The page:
State Management without Vuex

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In the modern frontend development, we want to create re-usable components that can be shared and used in different components. These components contain the UI needed for rendering and the logic needed to behave correctly. As time goes on, the data, or state, used in one component may be needed in another. For example you send request to get data from endpoint and your child components need it.

Props

One way for parent component to communicate with child component is through props. You can define props on one component which denotes what data can this component accept from parent component.

// Child Component
<template>
  <div class="child">
    {{ items }}
  </div>
</template>

<script>
export default {
  name: "Child",

  props: {
    items: [],
  }
}
</script>

So here we define items to be one of the props that it can accept and we just simply print them on the template. The parent component could be fetching the data needed and pass that data to the child component.

// Parent Component
<template>
  <div class="parent">
    <child-component :items="items" />
  </div>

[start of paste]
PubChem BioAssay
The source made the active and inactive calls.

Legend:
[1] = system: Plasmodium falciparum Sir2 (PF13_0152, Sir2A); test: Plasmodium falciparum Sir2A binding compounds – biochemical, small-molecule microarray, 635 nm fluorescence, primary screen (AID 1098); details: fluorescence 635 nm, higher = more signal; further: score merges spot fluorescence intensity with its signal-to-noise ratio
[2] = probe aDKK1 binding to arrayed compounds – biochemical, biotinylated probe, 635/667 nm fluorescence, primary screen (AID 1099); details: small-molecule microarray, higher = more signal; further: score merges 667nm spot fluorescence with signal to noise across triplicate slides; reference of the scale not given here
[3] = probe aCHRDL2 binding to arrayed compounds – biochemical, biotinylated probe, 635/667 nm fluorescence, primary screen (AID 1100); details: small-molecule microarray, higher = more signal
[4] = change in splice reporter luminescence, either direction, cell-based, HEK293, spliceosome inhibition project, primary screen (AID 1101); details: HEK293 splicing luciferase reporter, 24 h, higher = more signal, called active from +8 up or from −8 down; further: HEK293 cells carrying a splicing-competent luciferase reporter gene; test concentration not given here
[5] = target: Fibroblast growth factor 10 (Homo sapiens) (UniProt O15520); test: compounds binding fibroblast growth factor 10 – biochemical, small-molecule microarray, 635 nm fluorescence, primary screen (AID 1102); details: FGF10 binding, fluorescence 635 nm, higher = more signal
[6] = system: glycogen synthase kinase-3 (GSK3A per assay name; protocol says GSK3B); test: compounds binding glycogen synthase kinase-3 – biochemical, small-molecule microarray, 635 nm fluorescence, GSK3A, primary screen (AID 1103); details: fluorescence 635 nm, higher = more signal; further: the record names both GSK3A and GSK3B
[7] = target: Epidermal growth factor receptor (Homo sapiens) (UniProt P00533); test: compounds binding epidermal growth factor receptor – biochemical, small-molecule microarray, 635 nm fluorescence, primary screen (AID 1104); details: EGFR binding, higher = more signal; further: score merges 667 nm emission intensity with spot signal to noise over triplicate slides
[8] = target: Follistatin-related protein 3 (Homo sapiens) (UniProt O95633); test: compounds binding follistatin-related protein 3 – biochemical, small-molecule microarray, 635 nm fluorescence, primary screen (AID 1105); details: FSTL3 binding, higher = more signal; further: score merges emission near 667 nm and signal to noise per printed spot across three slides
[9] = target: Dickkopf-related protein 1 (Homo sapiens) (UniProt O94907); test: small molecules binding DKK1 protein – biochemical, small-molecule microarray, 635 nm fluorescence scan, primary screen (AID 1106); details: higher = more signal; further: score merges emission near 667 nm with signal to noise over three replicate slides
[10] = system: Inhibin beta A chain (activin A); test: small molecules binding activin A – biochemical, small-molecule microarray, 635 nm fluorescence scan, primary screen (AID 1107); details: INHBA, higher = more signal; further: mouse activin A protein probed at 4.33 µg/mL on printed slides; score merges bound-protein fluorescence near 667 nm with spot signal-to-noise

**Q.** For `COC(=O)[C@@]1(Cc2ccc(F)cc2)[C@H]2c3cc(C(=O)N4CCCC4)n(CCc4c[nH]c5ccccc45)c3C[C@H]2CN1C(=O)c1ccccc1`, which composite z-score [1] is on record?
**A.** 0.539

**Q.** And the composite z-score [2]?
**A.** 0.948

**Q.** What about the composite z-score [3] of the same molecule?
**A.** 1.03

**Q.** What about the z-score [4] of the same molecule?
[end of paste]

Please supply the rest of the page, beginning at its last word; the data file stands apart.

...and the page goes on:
</template>

<script>
import { onMounted, ref } from "vue";
import ChildComponent from "./Child.vue";

export default {
  name: "Parent",

  components: {
    ChildComponent,
  },

  setup() {
    const items = ref([]);

    onMounted(async () => {
      items.value = await fetch("https://jsonplaceholder.typicode.com/todos").then((res) => res.json());
    });

    return {
      items,
    };
  },
};
</script>

So far the example is ok and you can see such things happen in many applications. But imagine you have child component in child component in child component and so on. It's a tree of components that has many layers. What should we do if the data fetched on the first layer is needed on the 5th layer? You would need to keep passing the props down to the components. The problems are it's hard to tell where this data is coming from and it doesn't look nice to have a prop that this component doesn't need but just need to pass it to other child components.

State Management

Vuex

Vuex is a state management solution that Vue team officially introduced. This is to provide better clarity on where the data is being updated, provide better access for components to get the states, and doing all of these while maintaining reactivity. I think Vuex is all about clarity like we know exactly why the state is updated and where the state is from. It removes that confusion of the why. With the devtool support in Vue Chrome extension, you can even "time travel" in states and get a more understanding on which actions have been fired and how many times. An example of the Vuex store file may look like:

const state = {
  storeCounter: 0,
};

const mutations = {
  incrementCounter(state) {
    state.storeCounter++;
  },
};

export const store = {
  state,
  mutations,
};